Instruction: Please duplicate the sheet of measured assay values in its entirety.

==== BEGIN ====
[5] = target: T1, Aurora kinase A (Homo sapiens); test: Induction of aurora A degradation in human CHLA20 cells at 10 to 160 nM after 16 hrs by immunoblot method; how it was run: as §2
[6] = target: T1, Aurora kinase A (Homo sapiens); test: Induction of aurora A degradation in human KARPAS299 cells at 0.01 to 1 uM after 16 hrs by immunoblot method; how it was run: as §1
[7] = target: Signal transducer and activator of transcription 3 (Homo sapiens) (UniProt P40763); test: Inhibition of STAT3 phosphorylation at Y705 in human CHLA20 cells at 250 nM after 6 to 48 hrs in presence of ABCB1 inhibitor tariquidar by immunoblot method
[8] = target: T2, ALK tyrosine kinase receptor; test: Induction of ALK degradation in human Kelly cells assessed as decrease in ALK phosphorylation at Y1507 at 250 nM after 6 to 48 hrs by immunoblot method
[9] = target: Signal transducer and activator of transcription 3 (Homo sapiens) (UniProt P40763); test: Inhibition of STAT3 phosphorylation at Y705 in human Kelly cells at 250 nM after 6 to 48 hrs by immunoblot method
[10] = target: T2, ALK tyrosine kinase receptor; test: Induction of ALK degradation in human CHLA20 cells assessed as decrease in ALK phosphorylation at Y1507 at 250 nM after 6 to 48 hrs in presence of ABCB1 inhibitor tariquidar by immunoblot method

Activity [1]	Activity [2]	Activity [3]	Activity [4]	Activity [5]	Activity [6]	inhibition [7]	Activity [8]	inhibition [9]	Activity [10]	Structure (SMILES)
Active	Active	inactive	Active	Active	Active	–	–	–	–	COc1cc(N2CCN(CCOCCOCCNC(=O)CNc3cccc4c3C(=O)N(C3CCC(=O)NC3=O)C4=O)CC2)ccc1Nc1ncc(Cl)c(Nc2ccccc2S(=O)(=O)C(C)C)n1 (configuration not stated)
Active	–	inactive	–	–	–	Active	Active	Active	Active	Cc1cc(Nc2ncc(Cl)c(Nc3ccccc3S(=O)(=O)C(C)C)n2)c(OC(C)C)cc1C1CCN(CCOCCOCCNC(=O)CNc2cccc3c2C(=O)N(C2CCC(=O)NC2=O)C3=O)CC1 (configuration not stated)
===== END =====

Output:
[5] = target: T1, Aurora kinase A (Homo sapiens); test: Induction of aurora A degradation in human CHLA20 cells at 10 to 160 nM after 16 hrs by immunoblot method; how it was run: as §2
[6] = target: T1, Aurora kinase A (Homo sapiens); test: Induction of aurora A degradation in human KARPAS299 cells at 0.01 to 1 uM after 16 hrs by immunoblot method; how it was run: as §1
[7] = target: Signal transducer and activator of transcription 3 (Homo sapiens) (UniProt P40763); test: Inhibition of STAT3 phosphorylation at Y705 in human CHLA20 cells at 250 nM after 6 to 48 hrs in presence of ABCB1 inhibitor tariquidar by immunoblot method
[8] = target: T2, ALK tyrosine kinase receptor; test: Induction of ALK degradation in human Kelly cells assessed as decrease in ALK phosphorylation at Y1507 at 250 nM after 6 to 48 hrs by immunoblot method
[9] = target: Signal transducer and activator of transcription 3 (Homo sapiens) (UniProt P40763); test: Inhibition of STAT3 phosphorylation at Y705 in human Kelly cells at 250 nM after 6 to 48 hrs by immunoblot method
[10] = target: T2, ALK tyrosine kinase receptor; test: Induction of ALK degradation in human CHLA20 cells assessed as decrease in ALK phosphorylation at Y1507 at 250 nM after 6 to 48 hrs in presence of ABCB1 inhibitor tariquidar by immunoblot method

Activity [1]	Activity [2]	Activity [3]	Activity [4]	Activity [5]	Activity [6]	inhibition [7]	Activity [8]	inhibition [9]	Activity [10]	Structure (SMILES)
Active	Active	inactive	Active	Active	Active	–	–	–	–	COc1cc(N2CCN(CCOCCOCCNC(=O)CNc3cccc4c3C(=O)N(C3CCC(=O)NC3=O)C4=O)CC2)ccc1Nc1ncc(Cl)c(Nc2ccccc2S(=O)(=O)C(C)C)n1 (configuration not stated)
Active	–	inactive	–	–	–	Active	Active	Active	Active	Cc1cc(Nc2ncc(Cl)c(Nc3ccccc3S(=O)(=O)C(C)C)n2)c(OC(C)C)cc1C1CCN(CCOCCOCCNC(=O)CNc2cccc3c2C(=O)N(C2CCC(=O)NC2=O)C3=O)CC1 (configuration not stated)